But if the first half hour or so seems a little too monochromatic, Bush diversifies things a bit in the second half. “Wild Man” offsets twangy keyboards and whispered warnings to the Yeti with strange, soaring choruses; Elton John stops by to trade lines with Bush on the tense “Snowed In At Wheeler Street;” the percussive “50 Words For Snow,” meanwhile, features Stephen Fry reciting the eponymous words and phrases as Bush eggs him on. “Among Angels” then closes things out with a solo piano piece, returning to the same atmosphere from the beginning of the album, albeit with a more digestible track length. So there you have it: Kate Bush stepped way out there to make a series of epics about winter, and somehow it works. Certainly, with her vocal presence and off-kilter synth lines, there’s no mistaking this record for anybody else, but she’s never recorded something so subdued and naturalistic before. Sure, a couple of the tracks may wear out their welcome, but 50 Words For Snow is a compelling, beautiful yet elliptical meditation on the coldest months of the year.
The Roots – Undun
It begins with a death—yes, the unmistakable tone of an ECG flatline greets the listener when the album begins. And that’s a good idea of what the Roots have in store for you on their thirteenth studio album, Undun. But just who died? A man by the name of Redford Stephens. But before you rush off to research the man, you should know he’s a fictional character, and this is the Roots’ first real attempt at a concept album. Though Stephens may be fictional, he could very well be a real person, which is the point. He’s the sort of guy you hear about on the news and who populates many a rap song—a man from humble beginnings who dreams of bigger things but unfortunately ends up on the wrong side of the law. Forgoing an explicit story line, Undun is more a series of ruminations on death, legacy and finding a purpose told through Stephens’ memories and stories. To this end, Black Thought and guests like Dice Raw turn in solid work throughout, telling hard-to-swallow truths and asking probing questions that don’t have easy answers (“When you return to the essence, what is it back to the essence of?”). But it’s not individual lines that stand out here—it’s what the words mean in the context of the record, how the images pile on each other to paint a portrait of a man whose life seemed doomed from the start.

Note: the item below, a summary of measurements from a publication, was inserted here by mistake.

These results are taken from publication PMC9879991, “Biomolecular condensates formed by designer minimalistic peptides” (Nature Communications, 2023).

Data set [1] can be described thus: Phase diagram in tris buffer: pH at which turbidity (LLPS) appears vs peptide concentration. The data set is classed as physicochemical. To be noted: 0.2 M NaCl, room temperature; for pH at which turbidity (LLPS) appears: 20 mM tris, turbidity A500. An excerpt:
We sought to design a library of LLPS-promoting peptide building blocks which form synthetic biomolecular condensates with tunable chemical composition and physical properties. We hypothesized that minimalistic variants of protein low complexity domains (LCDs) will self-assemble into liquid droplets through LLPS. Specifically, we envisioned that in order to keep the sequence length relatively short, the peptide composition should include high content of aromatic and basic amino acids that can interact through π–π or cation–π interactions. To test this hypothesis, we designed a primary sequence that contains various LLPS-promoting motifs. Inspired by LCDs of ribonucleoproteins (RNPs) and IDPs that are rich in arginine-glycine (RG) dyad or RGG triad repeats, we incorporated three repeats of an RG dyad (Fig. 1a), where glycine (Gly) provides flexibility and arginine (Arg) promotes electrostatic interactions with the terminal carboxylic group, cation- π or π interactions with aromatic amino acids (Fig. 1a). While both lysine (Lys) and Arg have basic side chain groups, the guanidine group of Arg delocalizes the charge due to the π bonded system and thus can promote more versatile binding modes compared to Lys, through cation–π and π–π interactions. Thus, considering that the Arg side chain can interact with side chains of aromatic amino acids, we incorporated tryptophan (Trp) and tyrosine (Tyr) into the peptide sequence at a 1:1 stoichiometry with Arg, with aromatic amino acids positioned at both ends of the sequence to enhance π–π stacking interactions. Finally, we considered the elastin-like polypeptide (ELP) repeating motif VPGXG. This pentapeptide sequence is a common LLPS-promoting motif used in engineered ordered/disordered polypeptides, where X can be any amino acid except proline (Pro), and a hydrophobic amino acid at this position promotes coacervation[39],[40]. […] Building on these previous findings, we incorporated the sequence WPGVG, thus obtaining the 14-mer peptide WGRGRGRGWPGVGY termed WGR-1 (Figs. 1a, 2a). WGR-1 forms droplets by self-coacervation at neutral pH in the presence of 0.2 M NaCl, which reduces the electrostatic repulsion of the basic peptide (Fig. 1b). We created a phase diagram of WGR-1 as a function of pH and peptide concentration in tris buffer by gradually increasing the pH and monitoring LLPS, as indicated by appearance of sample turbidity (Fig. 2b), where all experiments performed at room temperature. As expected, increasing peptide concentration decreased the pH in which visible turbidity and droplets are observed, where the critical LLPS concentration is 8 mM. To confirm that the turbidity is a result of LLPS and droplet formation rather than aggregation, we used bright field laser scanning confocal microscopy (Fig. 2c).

Fittingly, Undun sounds like the morning of a funeral: There are moments of regret, hope and anger, but its tone is always somber and reflective. Jazz and soul still figure heavily into the Roots’ sound, but here there’s a hypnotic, languid flow to the record, even when the hooks have punch and vigor like on “Kool On” and “The OtherSide.” Spacious arrangements, ethereal piano lines and spacy keyboard effects are the norm rather than the exception, and it gives each song a gentle, resigned feel, no matter how impassioned the raps. Because of this, the music can occasionally seem unwavering. It’s fortunate, then, that the record culminates in a surprising five-minute instrumental suite, set off by a track taken from Sufjan Steven’s Michigan. It’s a beautifully affecting coda, one that showcases the band’s vision as much as it flexes their musical muscle. Undun definitely takes some time to digest, so anyone looking for some of the more immediate pleasures of older Roots records may initially be disappointed. However, like any good concept record, it rewards effort and gives back as much as you put in. There aren’t many groups that could pull something like this off without it sounding labored or pretentious, but, then again, there aren’t many groups like the Roots.